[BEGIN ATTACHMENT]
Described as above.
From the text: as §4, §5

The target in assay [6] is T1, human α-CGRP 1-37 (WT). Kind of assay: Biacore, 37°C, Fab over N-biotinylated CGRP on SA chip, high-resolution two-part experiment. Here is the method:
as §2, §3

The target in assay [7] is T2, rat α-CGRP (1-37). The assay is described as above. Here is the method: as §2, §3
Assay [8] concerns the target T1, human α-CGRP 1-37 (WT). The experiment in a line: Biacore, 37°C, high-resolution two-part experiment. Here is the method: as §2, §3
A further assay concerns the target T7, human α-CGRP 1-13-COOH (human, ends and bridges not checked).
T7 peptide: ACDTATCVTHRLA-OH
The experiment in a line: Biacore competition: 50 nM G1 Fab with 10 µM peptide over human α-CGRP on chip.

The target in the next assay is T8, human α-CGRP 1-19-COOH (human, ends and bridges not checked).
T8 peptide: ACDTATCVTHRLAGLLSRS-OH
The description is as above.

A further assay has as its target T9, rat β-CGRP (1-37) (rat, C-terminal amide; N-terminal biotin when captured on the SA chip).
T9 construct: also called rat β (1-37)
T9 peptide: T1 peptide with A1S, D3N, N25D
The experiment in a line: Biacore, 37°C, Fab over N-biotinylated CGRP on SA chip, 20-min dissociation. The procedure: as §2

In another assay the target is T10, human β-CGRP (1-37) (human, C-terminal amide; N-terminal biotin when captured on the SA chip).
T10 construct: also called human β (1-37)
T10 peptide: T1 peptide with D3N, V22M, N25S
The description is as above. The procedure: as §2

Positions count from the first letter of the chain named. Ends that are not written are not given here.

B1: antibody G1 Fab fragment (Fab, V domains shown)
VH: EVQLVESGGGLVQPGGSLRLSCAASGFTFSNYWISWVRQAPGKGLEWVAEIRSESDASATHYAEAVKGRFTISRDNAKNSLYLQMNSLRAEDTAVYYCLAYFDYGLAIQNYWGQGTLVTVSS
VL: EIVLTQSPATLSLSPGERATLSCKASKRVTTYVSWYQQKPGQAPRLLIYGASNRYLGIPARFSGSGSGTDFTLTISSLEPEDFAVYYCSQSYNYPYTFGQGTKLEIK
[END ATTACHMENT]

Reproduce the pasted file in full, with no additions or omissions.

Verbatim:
Described as above.
From the text: as §4, §5

The target in assay [6] is T1, human α-CGRP 1-37 (WT). Kind of assay: Biacore, 37°C, Fab over N-biotinylated CGRP on SA chip, high-resolution two-part experiment. Here is the method:
as §2, §3

The target in assay [7] is T2, rat α-CGRP (1-37). The assay is described as above. Here is the method: as §2, §3
Assay [8] concerns the target T1, human α-CGRP 1-37 (WT). The experiment in a line: Biacore, 37°C, high-resolution two-part experiment. Here is the method: as §2, §3
A further assay concerns the target T7, human α-CGRP 1-13-COOH (human, ends and bridges not checked).
T7 peptide: ACDTATCVTHRLA-OH
The experiment in a line: Biacore competition: 50 nM G1 Fab with 10 µM peptide over human α-CGRP on chip.

The target in the next assay is T8, human α-CGRP 1-19-COOH (human, ends and bridges not checked).
T8 peptide: ACDTATCVTHRLAGLLSRS-OH
The description is as above.

A further assay has as its target T9, rat β-CGRP (1-37) (rat, C-terminal amide; N-terminal biotin when captured on the SA chip).
T9 construct: also called rat β (1-37)
T9 peptide: T1 peptide with A1S, D3N, N25D
The experiment in a line: Biacore, 37°C, Fab over N-biotinylated CGRP on SA chip, 20-min dissociation. The procedure: as §2

In another assay the target is T10, human β-CGRP (1-37) (human, C-terminal amide; N-terminal biotin when captured on the SA chip).
T10 construct: also called human β (1-37)
T10 peptide: T1 peptide with D3N, V22M, N25S
The description is as above. The procedure: as §2

Positions count from the first letter of the chain named. Ends that are not written are not given here.

B1: antibody G1 Fab fragment (Fab, V domains shown)
VH: EVQLVESGGGLVQPGGSLRLSCAASGFTFSNYWISWVRQAPGKGLEWVAEIRSESDASATHYAEAVKGRFTISRDNAKNSLYLQMNSLRAEDTAVYYCLAYFDYGLAIQNYWGQGTLVTVSS
VL: EIVLTQSPATLSLSPGERATLSCKASKRVTTYVSWYQQKPGQAPRLLIYGASNRYLGIPARFSGSGSGTDFTLTISSLEPEDFAVYYCSQSYNYPYTFGQGTKLEIK